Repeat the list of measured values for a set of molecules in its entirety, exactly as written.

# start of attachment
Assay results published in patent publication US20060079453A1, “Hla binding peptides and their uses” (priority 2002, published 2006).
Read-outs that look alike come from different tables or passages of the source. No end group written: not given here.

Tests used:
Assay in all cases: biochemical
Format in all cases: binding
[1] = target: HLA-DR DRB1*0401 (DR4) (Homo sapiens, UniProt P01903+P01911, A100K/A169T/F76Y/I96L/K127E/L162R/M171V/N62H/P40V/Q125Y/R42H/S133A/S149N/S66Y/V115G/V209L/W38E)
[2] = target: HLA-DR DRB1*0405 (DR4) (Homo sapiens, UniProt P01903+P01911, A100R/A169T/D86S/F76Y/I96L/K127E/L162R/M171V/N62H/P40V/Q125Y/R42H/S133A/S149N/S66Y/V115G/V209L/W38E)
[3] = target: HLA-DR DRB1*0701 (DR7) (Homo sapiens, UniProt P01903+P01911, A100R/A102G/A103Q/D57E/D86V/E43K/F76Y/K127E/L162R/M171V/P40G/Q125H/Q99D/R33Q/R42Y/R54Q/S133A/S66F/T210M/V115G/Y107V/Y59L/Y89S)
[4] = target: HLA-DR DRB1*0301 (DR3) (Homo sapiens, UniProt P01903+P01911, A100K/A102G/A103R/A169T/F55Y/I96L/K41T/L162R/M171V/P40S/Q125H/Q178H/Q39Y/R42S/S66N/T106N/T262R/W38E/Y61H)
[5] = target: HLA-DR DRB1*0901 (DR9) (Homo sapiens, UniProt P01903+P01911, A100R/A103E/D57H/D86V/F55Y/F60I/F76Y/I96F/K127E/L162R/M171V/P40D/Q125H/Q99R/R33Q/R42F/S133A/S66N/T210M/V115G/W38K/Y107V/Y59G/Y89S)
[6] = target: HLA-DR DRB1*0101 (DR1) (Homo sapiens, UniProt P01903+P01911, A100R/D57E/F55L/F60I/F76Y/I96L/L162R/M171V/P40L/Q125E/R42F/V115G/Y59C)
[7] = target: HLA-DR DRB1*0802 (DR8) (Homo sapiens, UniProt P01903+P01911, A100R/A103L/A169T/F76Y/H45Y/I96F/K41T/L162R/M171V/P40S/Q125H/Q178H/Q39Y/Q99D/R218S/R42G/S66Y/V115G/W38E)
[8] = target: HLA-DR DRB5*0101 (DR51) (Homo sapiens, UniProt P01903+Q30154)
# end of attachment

Assay results published in patent publication US20060079453A1, “Hla binding peptides and their uses” (priority 2002, published 2006).
Read-outs that look alike come from different tables or passages of the source. No end group written: not given here.

Tests used:
Assay in all cases: biochemical
Format in all cases: binding
[1] = target: HLA-DR DRB1*0401 (DR4) (Homo sapiens, UniProt P01903+P01911, A100K/A169T/F76Y/I96L/K127E/L162R/M171V/N62H/P40V/Q125Y/R42H/S133A/S149N/S66Y/V115G/V209L/W38E)
[2] = target: HLA-DR DRB1*0405 (DR4) (Homo sapiens, UniProt P01903+P01911, A100R/A169T/D86S/F76Y/I96L/K127E/L162R/M171V/N62H/P40V/Q125Y/R42H/S133A/S149N/S66Y/V115G/V209L/W38E)
[3] = target: HLA-DR DRB1*0701 (DR7) (Homo sapiens, UniProt P01903+P01911, A100R/A102G/A103Q/D57E/D86V/E43K/F76Y/K127E/L162R/M171V/P40G/Q125H/Q99D/R33Q/R42Y/R54Q/S133A/S66F/T210M/V115G/Y107V/Y59L/Y89S)
[4] = target: HLA-DR DRB1*0301 (DR3) (Homo sapiens, UniProt P01903+P01911, A100K/A102G/A103R/A169T/F55Y/I96L/K41T/L162R/M171V/P40S/Q125H/Q178H/Q39Y/R42S/S66N/T106N/T262R/W38E/Y61H)
[5] = target: HLA-DR DRB1*0901 (DR9) (Homo sapiens, UniProt P01903+P01911, A100R/A103E/D57H/D86V/F55Y/F60I/F76Y/I96F/K127E/L162R/M171V/P40D/Q125H/Q99R/R33Q/R42F/S133A/S66N/T210M/V115G/W38K/Y107V/Y59G/Y89S)
[6] = target: HLA-DR DRB1*0101 (DR1) (Homo sapiens, UniProt P01903+P01911, A100R/D57E/F55L/F60I/F76Y/I96L/L162R/M171V/P40L/Q125E/R42F/V115G/Y59C)
[7] = target: HLA-DR DRB1*0802 (DR8) (Homo sapiens, UniProt P01903+P01911, A100R/A103L/A169T/F76Y/H45Y/I96F/K41T/L162R/M171V/P40S/Q125H/Q178H/Q39Y/Q99D/R218S/R42G/S66Y/V115G/W38E)
[8] = target: HLA-DR DRB5*0101 (DR51) (Homo sapiens, UniProt P01903+Q30154)